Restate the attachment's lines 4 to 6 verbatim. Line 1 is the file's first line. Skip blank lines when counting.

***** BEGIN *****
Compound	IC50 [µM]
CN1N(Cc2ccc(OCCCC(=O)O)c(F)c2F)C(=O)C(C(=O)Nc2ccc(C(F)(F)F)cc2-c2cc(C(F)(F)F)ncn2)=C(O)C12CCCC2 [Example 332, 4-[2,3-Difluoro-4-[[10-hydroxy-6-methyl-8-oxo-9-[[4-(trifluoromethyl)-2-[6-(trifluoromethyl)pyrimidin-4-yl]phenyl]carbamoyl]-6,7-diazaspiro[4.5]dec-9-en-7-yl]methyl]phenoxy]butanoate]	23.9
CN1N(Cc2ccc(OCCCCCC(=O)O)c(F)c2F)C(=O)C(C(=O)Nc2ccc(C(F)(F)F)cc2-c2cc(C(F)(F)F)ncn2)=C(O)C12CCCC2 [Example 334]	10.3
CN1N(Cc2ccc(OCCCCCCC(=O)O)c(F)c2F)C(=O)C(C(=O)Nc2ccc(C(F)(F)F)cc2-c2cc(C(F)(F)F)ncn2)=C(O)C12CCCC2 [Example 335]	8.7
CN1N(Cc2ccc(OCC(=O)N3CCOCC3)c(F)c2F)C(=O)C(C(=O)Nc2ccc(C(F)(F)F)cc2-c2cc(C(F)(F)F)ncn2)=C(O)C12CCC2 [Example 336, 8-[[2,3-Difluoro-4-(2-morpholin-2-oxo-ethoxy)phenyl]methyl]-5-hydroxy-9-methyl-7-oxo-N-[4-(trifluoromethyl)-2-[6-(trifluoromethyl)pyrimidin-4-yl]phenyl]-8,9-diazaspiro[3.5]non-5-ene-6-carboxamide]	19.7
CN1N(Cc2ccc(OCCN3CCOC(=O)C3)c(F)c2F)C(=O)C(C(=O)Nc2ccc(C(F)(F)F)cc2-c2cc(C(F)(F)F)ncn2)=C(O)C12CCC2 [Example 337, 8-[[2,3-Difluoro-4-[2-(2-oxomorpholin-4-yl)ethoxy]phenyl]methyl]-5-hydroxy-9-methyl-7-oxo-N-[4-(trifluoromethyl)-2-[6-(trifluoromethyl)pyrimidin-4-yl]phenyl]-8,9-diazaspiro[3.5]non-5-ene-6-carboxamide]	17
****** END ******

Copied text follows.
CN1N(Cc2ccc(OCCCCCCC(=O)O)c(F)c2F)C(=O)C(C(=O)Nc2ccc(C(F)(F)F)cc2-c2cc(C(F)(F)F)ncn2)=C(O)C12CCCC2 [Example 335]	8.7
CN1N(Cc2ccc(OCC(=O)N3CCOCC3)c(F)c2F)C(=O)C(C(=O)Nc2ccc(C(F)(F)F)cc2-c2cc(C(F)(F)F)ncn2)=C(O)C12CCC2 [Example 336, 8-[[2,3-Difluoro-4-(2-morpholin-2-oxo-ethoxy)phenyl]methyl]-5-hydroxy-9-methyl-7-oxo-N-[4-(trifluoromethyl)-2-[6-(trifluoromethyl)pyrimidin-4-yl]phenyl]-8,9-diazaspiro[3.5]non-5-ene-6-carboxamide]	19.7
CN1N(Cc2ccc(OCCN3CCOC(=O)C3)c(F)c2F)C(=O)C(C(=O)Nc2ccc(C(F)(F)F)cc2-c2cc(C(F)(F)F)ncn2)=C(O)C12CCC2 [Example 337, 8-[[2,3-Difluoro-4-[2-(2-oxomorpholin-4-yl)ethoxy]phenyl]methyl]-5-hydroxy-9-methyl-7-oxo-N-[4-(trifluoromethyl)-2-[6-(trifluoromethyl)pyrimidin-4-yl]phenyl]-8,9-diazaspiro[3.5]non-5-ene-6-carboxamide]	17